Based on that vision, quasi-outdated before the release of the document, the Compass called for the creation of an EU Rapid Deployment Capacity of 5,000 soldiers—ʻan actionable proposal’, Josep Borrell, the EU’s chief diplomat, defensively claimed (EEAS 2022, 6). An operational ramp-up has been set in motion, but with just 5,000 troops involved, what can Europeans truly learn about their own fighting ways? We are far from the 60,000-soldier target set at the Helsinki European Council of 1999 (European Council 1999), and even further away from the 600,000 (Ukrainian and Russian) troops currently fighting in Ukraine (Gros and Tourret 2023, 21; Tenenbaum 2023, 18). 

So far, the EU has only carried out small-scale crisis-management or post-conflict operations, and these deployments have shied away from the larger combat scenarios of today and tomorrow—scenarios that will force Europeans to recover their old tactical skills. To make the case for a truly European Tactical Compass, this article will first present some assumptions about the near future. It will then define the term ‘tactic’. Once these foundations have been laid, three points of attention will follow: (1) on the balance between defence and offence in battle, (2) on the need to revitalise European land forces, and (3) on the hazardous seduction of full intelligence knowledge. Finally, recommendations will close the analysis.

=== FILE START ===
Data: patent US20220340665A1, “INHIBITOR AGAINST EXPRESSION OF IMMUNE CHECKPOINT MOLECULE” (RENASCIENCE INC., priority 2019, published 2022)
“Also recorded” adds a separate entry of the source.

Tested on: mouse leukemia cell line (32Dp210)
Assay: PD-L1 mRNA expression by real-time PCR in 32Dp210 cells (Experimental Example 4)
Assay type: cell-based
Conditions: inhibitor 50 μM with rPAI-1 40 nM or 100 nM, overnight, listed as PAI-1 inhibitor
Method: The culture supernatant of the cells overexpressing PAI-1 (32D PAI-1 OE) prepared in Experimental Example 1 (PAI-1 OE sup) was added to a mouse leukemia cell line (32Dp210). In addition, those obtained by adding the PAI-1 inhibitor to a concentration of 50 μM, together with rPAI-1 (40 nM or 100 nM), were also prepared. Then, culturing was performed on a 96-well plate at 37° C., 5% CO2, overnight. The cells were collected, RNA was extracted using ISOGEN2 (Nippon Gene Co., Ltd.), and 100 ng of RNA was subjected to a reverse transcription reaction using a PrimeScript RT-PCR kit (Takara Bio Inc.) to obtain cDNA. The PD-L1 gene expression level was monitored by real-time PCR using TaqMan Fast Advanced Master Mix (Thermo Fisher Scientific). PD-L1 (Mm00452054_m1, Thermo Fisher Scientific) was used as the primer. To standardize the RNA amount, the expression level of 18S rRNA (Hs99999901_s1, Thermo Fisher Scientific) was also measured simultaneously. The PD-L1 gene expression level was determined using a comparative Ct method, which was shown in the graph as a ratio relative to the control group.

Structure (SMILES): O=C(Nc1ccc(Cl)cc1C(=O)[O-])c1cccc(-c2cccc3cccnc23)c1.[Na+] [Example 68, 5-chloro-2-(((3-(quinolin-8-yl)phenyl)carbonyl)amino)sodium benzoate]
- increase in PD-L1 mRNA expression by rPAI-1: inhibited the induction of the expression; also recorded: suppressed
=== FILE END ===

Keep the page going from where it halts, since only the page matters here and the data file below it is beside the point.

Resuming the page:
Assumptions

The following assumptions about the near future have been made for the purposes of this article: